There is a 4-step process I uses to insure my artworks last a lifetime:
1). Each piece has had the nuts removed from the shell.
2). The shells are sealed with archival urethane and glued back together.
3). The product is constructed, painted (taking up to 20 hrs.) and coated in clear acrylic when finished.
4). The final product is sealed in a glass dome
Yes, I do commissions of friends, family, ancestors, wedding toppers, favorite celebs, etc. Warning: They are not cheap. These are exquisitely-made pieces of art that take much time and skill to create.
For prices and info please email me at email@example.com
by: Paul Brownfield
“Got the boss coming!” a security worker shouted.
Lorne Michaels’s foot had hit curbside. It was around 1:30 a.m. outside Buddakan, the Asian-fusion restaurant in the meatpacking district and one of the semi-secret locales regularly used for the “Saturday Night Live” after-party.
“S.N.L.” is an institution of rituals, dating back to its first season in 1975-76: The show ends, the principals wave goodbye, and idling limos await outside 30 Rockefeller Plaza to whisk the cast and their guests to the after-party, the location of which is kept on a need-to-know basis.
On this night, after the Christmas show, Buddakan closed before midnight, or around the time the guest host Jimmy Fallon and the musical guest Justin Timberlake were reprising “The Barry Gibb Talk Show” sketch. By 1 a.m., two young men in suits took up their positions at Buddakan’s heavy door. As Mr. Michaels approached, one of them saw that his partner was in the appalling position of having his back turned to the show’s philosopher-king, and gave a prompt corrective shove.
Mr. Michaels’s entrance came amid the rapid-fire arrival of his cast. “I have six,” Taran Killam said as he entered. “They’re with cue cards, “ another guest said, legitimizing his escorts. One interloper tried the swept-in-with-the-crowd move, and was flagged by security, which nearly touched off fisticuffs behind Nasim Pedrad, still in pancake makeup.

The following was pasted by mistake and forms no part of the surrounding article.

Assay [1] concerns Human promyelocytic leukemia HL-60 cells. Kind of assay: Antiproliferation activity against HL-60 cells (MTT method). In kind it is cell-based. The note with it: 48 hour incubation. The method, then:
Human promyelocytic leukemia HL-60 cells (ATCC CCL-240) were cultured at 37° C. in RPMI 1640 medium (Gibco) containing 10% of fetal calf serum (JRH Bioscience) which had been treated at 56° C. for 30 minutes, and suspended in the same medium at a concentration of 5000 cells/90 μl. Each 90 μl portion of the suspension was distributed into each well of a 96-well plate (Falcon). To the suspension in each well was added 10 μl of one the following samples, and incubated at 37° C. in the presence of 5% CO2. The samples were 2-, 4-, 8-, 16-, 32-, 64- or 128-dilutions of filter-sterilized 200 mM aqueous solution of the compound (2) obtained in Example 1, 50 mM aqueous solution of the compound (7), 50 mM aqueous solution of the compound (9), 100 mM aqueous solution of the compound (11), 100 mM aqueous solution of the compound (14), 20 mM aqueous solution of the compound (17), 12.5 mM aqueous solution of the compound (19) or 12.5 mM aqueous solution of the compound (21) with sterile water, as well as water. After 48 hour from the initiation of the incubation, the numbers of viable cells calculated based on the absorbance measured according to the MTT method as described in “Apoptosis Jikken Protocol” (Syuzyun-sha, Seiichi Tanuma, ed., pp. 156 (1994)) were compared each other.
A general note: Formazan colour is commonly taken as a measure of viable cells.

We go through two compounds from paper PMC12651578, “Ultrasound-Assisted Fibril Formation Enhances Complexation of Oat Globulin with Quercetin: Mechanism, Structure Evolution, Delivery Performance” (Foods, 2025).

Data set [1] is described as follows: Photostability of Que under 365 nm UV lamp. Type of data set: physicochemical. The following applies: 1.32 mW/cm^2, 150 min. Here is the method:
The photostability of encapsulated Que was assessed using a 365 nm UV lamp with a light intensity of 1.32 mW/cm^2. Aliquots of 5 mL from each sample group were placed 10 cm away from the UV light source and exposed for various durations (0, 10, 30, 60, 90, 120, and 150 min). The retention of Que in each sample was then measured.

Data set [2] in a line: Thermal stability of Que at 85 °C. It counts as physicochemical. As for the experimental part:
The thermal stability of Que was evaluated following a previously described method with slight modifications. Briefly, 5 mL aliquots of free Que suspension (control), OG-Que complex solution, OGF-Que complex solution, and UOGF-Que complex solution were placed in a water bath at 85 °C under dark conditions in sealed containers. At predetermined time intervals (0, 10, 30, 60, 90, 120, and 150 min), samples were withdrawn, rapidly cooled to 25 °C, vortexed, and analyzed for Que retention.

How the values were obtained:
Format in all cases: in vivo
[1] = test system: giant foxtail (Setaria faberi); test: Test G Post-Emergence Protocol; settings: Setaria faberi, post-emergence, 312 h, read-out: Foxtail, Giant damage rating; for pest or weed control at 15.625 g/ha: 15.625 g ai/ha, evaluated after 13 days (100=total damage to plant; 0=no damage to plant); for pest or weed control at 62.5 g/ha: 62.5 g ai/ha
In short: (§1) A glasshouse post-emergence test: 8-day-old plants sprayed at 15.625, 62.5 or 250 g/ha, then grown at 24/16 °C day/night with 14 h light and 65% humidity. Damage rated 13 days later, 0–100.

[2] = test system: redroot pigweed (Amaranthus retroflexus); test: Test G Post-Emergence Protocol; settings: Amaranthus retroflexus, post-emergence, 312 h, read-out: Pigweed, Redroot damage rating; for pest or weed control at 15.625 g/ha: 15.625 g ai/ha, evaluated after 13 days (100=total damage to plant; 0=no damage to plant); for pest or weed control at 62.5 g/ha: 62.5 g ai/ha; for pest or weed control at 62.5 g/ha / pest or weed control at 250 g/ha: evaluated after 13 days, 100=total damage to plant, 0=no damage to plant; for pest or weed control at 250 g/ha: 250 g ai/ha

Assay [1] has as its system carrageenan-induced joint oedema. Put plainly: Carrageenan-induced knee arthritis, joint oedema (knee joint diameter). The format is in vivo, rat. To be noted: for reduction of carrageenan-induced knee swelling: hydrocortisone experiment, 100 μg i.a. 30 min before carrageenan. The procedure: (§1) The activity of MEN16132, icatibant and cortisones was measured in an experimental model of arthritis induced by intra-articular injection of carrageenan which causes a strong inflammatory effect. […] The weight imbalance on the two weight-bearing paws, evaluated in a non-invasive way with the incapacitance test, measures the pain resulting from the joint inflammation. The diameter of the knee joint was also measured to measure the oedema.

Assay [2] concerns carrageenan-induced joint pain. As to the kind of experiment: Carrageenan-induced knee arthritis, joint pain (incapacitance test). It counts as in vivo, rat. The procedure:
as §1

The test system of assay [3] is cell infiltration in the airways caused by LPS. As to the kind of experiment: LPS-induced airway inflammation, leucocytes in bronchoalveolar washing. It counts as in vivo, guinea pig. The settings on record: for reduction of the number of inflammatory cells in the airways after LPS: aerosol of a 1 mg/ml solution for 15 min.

In the confusion, a group of string musicians, all in cocktail dresses and toting their instruments, found themselves stranded. Not an hour ago, they had been live on national television providing string accompaniment on Mr. Timberlake’s performance of the bluesy ballad “Pair of Wings.” Now they were being asked to answer a question no one wants to hear in heaven: “Name?”
Even as Page Six and the like continue to report dutifully on the spirited mingling of Miley Cyrus or Lindsay Lohan, the truth is the “S.N.L.” after-party, now almost four decades into its run and much of that time with the reputation as the coolest party in town, has always been a little ersatz: a conception of an exclusive showbiz bacchanal based on the lore of the good old wild days, when the only thing that would break up this party was the coming of dawn or the depletion of the night’s supply of mind-altering substances.
The lore feels rooted in the drug habits of John Belushi and Chris Farley, both of whom proved to be a danger more to themselves than anyone’s cast party.
And the show itself, under Mr. Michaels’s long stewardship, is as much a fueling station now for other media — movies, talk shows, cable and web series — as it is an independent cultural product to which the improvisational aura of Chevy Chase, Mr. Belushi and Gilda Radner still clings.